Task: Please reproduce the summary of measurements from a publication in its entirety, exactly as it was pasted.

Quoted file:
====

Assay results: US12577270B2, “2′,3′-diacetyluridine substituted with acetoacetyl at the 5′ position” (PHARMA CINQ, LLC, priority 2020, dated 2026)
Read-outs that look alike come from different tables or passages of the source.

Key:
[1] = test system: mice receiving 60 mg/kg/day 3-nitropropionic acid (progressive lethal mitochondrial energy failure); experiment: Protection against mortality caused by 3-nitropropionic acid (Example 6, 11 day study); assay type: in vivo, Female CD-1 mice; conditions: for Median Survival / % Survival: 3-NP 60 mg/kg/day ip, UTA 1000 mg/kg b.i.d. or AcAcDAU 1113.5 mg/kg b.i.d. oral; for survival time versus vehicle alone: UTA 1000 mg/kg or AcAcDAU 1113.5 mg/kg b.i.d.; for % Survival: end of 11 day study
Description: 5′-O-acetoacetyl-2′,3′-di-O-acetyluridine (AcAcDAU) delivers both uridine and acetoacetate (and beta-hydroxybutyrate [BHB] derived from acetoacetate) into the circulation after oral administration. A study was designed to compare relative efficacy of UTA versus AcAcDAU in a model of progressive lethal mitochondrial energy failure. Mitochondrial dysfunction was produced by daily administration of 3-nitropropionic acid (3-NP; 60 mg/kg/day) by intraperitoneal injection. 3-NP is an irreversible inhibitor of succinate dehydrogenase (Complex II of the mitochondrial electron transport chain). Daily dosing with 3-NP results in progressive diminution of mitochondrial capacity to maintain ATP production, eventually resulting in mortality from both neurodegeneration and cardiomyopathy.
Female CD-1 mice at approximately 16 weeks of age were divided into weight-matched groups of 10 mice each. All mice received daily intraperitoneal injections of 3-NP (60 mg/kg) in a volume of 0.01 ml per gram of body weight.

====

Assay results: US12577270B2, “2′,3′-diacetyluridine substituted with acetoacetyl at the 5′ position” (PHARMA CINQ, LLC, priority 2020, dated 2026)
Read-outs that look alike come from different tables or passages of the source.

Key:
[1] = test system: mice receiving 60 mg/kg/day 3-nitropropionic acid (progressive lethal mitochondrial energy failure); experiment: Protection against mortality caused by 3-nitropropionic acid (Example 6, 11 day study); assay type: in vivo, Female CD-1 mice; conditions: for Median Survival / % Survival: 3-NP 60 mg/kg/day ip, UTA 1000 mg/kg b.i.d. or AcAcDAU 1113.5 mg/kg b.i.d. oral; for survival time versus vehicle alone: UTA 1000 mg/kg or AcAcDAU 1113.5 mg/kg b.i.d.; for % Survival: end of 11 day study
Description: 5′-O-acetoacetyl-2′,3′-di-O-acetyluridine (AcAcDAU) delivers both uridine and acetoacetate (and beta-hydroxybutyrate [BHB] derived from acetoacetate) into the circulation after oral administration. A study was designed to compare relative efficacy of UTA versus AcAcDAU in a model of progressive lethal mitochondrial energy failure. Mitochondrial dysfunction was produced by daily administration of 3-nitropropionic acid (3-NP; 60 mg/kg/day) by intraperitoneal injection. 3-NP is an irreversible inhibitor of succinate dehydrogenase (Complex II of the mitochondrial electron transport chain). Daily dosing with 3-NP results in progressive diminution of mitochondrial capacity to maintain ATP production, eventually resulting in mortality from both neurodegeneration and cardiomyopathy.
Female CD-1 mice at approximately 16 weeks of age were divided into weight-matched groups of 10 mice each. All mice received daily intraperitoneal injections of 3-NP (60 mg/kg) in a volume of 0.01 ml per gram of body weight.